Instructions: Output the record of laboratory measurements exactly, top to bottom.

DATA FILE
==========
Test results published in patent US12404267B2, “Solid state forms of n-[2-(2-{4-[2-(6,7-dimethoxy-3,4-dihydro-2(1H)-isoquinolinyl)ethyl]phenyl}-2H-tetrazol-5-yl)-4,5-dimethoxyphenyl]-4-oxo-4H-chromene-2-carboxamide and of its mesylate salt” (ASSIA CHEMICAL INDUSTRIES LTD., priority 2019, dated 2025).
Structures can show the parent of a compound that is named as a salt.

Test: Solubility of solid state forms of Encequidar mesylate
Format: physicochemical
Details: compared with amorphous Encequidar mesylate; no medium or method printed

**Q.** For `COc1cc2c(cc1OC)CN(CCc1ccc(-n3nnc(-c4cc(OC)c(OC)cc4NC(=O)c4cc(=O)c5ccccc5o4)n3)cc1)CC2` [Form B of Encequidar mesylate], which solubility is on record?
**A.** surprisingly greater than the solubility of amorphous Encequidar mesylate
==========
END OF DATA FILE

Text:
Test results published in patent US12404267B2, “Solid state forms of n-[2-(2-{4-[2-(6,7-dimethoxy-3,4-dihydro-2(1H)-isoquinolinyl)ethyl]phenyl}-2H-tetrazol-5-yl)-4,5-dimethoxyphenyl]-4-oxo-4H-chromene-2-carboxamide and of its mesylate salt” (ASSIA CHEMICAL INDUSTRIES LTD., priority 2019, dated 2025).
Structures can show the parent of a compound that is named as a salt.

Test: Solubility of solid state forms of Encequidar mesylate
Format: physicochemical
Details: compared with amorphous Encequidar mesylate; no medium or method printed

**Q.** For `COc1cc2c(cc1OC)CN(CCc1ccc(-n3nnc(-c4cc(OC)c(OC)cc4NC(=O)c4cc(=O)c5ccccc5o4)n3)cc1)CC2` [Form B of Encequidar mesylate], which solubility is on record?
**A.** surprisingly greater than the solubility of amorphous Encequidar mesylate